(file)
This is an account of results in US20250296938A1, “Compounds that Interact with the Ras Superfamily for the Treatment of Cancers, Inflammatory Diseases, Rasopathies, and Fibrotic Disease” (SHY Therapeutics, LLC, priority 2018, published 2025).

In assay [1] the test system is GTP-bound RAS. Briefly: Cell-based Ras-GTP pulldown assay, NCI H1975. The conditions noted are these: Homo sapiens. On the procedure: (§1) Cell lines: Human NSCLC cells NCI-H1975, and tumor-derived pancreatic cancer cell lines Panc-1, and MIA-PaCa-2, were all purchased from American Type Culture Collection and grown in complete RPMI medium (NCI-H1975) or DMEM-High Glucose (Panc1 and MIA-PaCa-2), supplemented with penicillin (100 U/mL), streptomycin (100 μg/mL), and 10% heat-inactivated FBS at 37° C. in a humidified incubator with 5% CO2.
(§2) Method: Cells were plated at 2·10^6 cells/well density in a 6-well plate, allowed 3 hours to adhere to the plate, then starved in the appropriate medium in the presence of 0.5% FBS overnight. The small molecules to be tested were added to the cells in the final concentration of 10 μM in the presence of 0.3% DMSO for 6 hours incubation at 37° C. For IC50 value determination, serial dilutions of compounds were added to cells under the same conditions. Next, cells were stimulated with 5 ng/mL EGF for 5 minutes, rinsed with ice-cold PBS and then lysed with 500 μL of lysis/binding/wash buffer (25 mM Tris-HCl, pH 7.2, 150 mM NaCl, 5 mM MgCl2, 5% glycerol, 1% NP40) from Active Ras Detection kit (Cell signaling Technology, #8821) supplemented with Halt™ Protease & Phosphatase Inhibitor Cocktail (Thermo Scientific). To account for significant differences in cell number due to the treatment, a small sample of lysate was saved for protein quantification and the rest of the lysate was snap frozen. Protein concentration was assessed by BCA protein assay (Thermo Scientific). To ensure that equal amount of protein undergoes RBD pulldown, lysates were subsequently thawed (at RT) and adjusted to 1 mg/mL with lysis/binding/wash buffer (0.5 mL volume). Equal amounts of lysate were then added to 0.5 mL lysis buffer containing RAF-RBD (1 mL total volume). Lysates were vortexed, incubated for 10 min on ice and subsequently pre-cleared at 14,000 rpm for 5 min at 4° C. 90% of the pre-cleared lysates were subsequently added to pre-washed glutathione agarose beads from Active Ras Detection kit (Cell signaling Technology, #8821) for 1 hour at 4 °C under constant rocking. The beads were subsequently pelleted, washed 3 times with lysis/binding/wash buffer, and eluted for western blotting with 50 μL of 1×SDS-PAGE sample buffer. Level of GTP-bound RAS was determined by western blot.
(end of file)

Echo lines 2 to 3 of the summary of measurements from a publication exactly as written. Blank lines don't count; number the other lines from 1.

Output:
In assay [1] the test system is GTP-bound RAS. Briefly: Cell-based Ras-GTP pulldown assay, NCI H1975. The conditions noted are these: Homo sapiens. On the procedure: (§1) Cell lines: Human NSCLC cells NCI-H1975, and tumor-derived pancreatic cancer cell lines Panc-1, and MIA-PaCa-2, were all purchased from American Type Culture Collection and grown in complete RPMI medium (NCI-H1975) or DMEM-High Glucose (Panc1 and MIA-PaCa-2), supplemented with penicillin (100 U/mL), streptomycin (100 μg/mL), and 10% heat-inactivated FBS at 37° C. in a humidified incubator with 5% CO2.
(§2) Method: Cells were plated at 2·10^6 cells/well density in a 6-well plate, allowed 3 hours to adhere to the plate, then starved in the appropriate medium in the presence of 0.5% FBS overnight. The small molecules to be tested were added to the cells in the final concentration of 10 μM in the presence of 0.3% DMSO for 6 hours incubation at 37° C. For IC50 value determination, serial dilutions of compounds were added to cells under the same conditions. Next, cells were stimulated with 5 ng/mL EGF for 5 minutes, rinsed with ice-cold PBS and then lysed with 500 μL of lysis/binding/wash buffer (25 mM Tris-HCl, pH 7.2, 150 mM NaCl, 5 mM MgCl2, 5% glycerol, 1% NP40) from Active Ras Detection kit (Cell signaling Technology, #8821) supplemented with Halt™ Protease & Phosphatase Inhibitor Cocktail (Thermo Scientific). To account for significant differences in cell number due to the treatment, a small sample of lysate was saved for protein quantification and the rest of the lysate was snap frozen. Protein concentration was assessed by BCA protein assay (Thermo Scientific). To ensure that equal amount of protein undergoes RBD pulldown, lysates were subsequently thawed (at RT) and adjusted to 1 mg/mL with lysis/binding/wash buffer (0.5 mL volume). Equal amounts of lysate were then added to 0.5 mL lysis buffer containing RAF-RBD (1 mL total volume). Lysates were vortexed, incubated for 10 min on ice and subsequently pre-cleared at 14,000 rpm for 5 min at 4° C. 90% of the pre-cleared lysates were subsequently added to pre-washed glutathione agarose beads from Active Ras Detection kit (Cell signaling Technology, #8821) for 1 hour at 4 °C under constant rocking. The beads were subsequently pelleted, washed 3 times with lysis/binding/wash buffer, and eluted for western blotting with 50 μL of 1×SDS-PAGE sample buffer. Level of GTP-bound RAS was determined by western blot.